Jerusalem’s Earliest Alphabetic Text

Mazar’s excavations reveal another piece of the Jerusalem puzzle

Dating to the tenth century B.C., this alphabetical text is the earliest ever found in Jerusalem. Read from left to right, the letters on it—m, q, p, h, n, possibly l, and n—likely identify the contents of the vessel or the name of its owner. Photo courtesy Eilat Mazar; photograph by Ouria Tadmor.

Eilat Mazar of the Hebrew University of Jerusalem has uncovered an inscribed jar fragment from her excavations near the Temple Mount. Dating to the tenth century B.C., the inscription is the earliest alphabetic text ever found in Jerusalem. The inscribed fragment is part of the shoulder of a pithos, a large neckless ceramic jar. Written in the proto-Canaanite script and reading from left to right, the text consists of a series of letters—m, q, p, h, n, possibly l, and n.

Not only is the inscription incomplete, but its meaning is also a mystery since this combination of letters does not signify anything in known West Semitic languages. Nevertheless, the excavators believe that it likely identified the contents of the vessel or its owner’s name and that it might have been written by a non-Israelite living in Jerusalem during the reigns of David and Solomon. The inscription—along with six other fragments of similar jars—was used as fill to support the second floor of a tenth-century B.C. building (the early Iron IIA period).

Eilat Mazar, David Ben-Shlomo and Shmuel Ahituv are publishing the inscription in the latest edition of the Israel Exploration Journal (IEJ 63.1, 2013).

To learn about the significance of this inscription, read “Precursor to Paleo-Hebrew Script Discovered in Jerusalem” in Bible History Daily.
 


 
Jerusalem lies at the heart of Biblical archaeology. In the free eBook Jerusalem Archaeology: Exposing the Biblical City, learn about the latest finds in the Biblical world’s most vibrant city.
 

 
BAS Library Members: Learn more about Eilat Mazar’s important excavations at the base of the Temple Mount and in the City of David.

Hershel Shanks, “Jerusalem Roundup,” Biblical Archaeology Review, March/April 2011.

Eilat Mazar, “The Wall That Nehemiah Built,” Biblical Archaeology Review, March/April 2009.

Eilat Mazar, “Did I Find King David’s Palace?” Biblical Archaeology Review, January/February 2006.

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Posted in Inscriptions, Jerusalem, News.

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6 Responses

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  1. Troy says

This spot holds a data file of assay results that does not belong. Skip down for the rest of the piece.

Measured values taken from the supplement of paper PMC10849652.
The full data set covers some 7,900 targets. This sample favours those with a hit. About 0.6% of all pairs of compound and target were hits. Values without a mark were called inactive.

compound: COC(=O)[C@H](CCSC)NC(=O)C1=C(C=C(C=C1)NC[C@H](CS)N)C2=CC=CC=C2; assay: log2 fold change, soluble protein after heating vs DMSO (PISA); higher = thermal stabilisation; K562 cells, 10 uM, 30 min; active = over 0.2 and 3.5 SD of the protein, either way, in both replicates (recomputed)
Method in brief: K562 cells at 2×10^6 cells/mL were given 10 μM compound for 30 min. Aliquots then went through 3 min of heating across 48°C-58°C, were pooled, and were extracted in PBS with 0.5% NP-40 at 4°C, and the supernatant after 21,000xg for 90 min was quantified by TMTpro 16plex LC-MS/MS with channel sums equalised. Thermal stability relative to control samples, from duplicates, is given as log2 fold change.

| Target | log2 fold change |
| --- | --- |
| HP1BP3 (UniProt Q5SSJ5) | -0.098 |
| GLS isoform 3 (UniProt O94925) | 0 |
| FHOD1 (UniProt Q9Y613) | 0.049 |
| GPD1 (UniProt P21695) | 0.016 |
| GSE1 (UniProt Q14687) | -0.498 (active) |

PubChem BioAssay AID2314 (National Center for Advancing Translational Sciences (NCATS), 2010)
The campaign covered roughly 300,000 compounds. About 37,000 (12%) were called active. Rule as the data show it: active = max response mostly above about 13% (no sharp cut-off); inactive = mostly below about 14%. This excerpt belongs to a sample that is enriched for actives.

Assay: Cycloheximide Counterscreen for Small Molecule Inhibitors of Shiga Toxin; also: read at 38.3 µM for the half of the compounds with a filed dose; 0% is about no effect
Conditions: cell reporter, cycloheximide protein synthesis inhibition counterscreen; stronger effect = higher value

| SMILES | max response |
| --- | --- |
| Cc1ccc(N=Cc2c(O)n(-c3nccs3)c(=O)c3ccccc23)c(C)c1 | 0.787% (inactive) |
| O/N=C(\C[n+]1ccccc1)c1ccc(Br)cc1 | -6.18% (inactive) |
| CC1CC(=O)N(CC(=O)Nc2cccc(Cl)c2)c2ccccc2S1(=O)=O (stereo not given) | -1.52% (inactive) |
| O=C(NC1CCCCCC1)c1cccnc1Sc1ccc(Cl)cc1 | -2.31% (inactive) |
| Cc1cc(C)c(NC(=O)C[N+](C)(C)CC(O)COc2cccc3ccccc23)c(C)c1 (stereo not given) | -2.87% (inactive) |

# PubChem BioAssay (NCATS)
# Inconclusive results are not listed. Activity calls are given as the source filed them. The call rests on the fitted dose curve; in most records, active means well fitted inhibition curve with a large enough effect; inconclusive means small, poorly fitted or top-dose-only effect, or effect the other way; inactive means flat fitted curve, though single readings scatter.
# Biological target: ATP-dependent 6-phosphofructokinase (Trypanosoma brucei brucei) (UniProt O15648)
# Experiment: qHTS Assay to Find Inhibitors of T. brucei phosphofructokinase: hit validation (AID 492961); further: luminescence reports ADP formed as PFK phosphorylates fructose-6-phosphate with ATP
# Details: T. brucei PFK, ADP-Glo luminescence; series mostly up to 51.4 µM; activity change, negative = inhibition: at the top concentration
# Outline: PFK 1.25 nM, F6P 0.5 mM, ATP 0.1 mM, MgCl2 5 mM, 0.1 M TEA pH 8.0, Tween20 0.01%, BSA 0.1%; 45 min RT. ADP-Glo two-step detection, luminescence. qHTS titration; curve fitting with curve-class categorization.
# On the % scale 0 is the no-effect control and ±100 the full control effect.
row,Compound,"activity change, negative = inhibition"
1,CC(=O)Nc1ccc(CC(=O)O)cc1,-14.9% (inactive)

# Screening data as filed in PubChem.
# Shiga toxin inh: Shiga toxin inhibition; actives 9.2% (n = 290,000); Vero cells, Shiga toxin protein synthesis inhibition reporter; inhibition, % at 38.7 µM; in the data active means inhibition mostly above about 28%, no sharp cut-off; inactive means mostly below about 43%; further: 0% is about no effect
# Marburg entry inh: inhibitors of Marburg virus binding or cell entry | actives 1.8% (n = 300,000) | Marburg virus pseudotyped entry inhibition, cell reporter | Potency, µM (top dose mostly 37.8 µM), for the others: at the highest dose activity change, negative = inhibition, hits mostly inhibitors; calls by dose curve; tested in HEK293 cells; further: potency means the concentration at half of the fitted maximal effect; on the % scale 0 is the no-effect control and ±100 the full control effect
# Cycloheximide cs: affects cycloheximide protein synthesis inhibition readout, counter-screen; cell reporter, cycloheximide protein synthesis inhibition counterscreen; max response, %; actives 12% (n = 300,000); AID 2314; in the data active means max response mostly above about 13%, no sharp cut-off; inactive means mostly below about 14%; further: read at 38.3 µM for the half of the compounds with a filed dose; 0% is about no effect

that area was a cross road..you will find things there..but if you want king Solomon’s temple..you look somewhere else.. http://www.youtube.com/user/ancientcartography this is why you can’t find it there..listen for once…go now and see the Temple and you will see the 15th emperior of rome on the real west wall..see the porch of solomon..also his house and outdoor throne room…solid scientific evidence…this is all I can do for you is point to all my research..it took me years to find..now challenge it..but you can’t…no theory in a map..period

  2. A. says

    The inscription is indeed very odd and difficult to discern from the photograph. Perhaps if they release a higher resolution or representative version it would be easier to resolve. The letters don’t appear to be Proto-Sinaic, Phoenician, Early Hebrew, etc. Hopefully, we’ll learn a bit more as the inscription is studied further.

  3. Valerie says

    Try welsh!

  4. JAllan says

    Good joke, Valerie, but it certainly would not be MODERN Welsh, although an ancient Celtic dialect might be a reasonable guess if not for the age of the ostracon. A branch of the Gauls, after getting tribute from Rome, and before Rome re-armed to go after them, settled in Anatolia, the central part of modern Turkey (near the modern capital, Ankara) and became the kingdom of Galatia, but that was about 7 centuries later than this find, and other than single individuals or nuclear families, which would leave very little archeological evidence, there is no historical record of Celts moving into Palestine in Greco-Roman times, not to mention centuries before their encounter with the Romans. Do you have any suggestions as to what those letters may spell in Welsh or any other Celtic dialect?

    It is unfortunate that the video was removed from YouTube before this post. There is probably information in the video that explains the find more completely than the text of this article.

  5. JAllan says

    On second thought, maybe the letters are the password to an ancient Twitter account. Or a future login password reminder left by time traveling pranksters. Maybe ALL apparently “misplaced” archeological finds, such as Templars in Arizona, Viking Masons in Minnesota, and Mayans in north Georgia, are the result of pranks or lost personal items by future time travelers!

    ROFLMAO of course!

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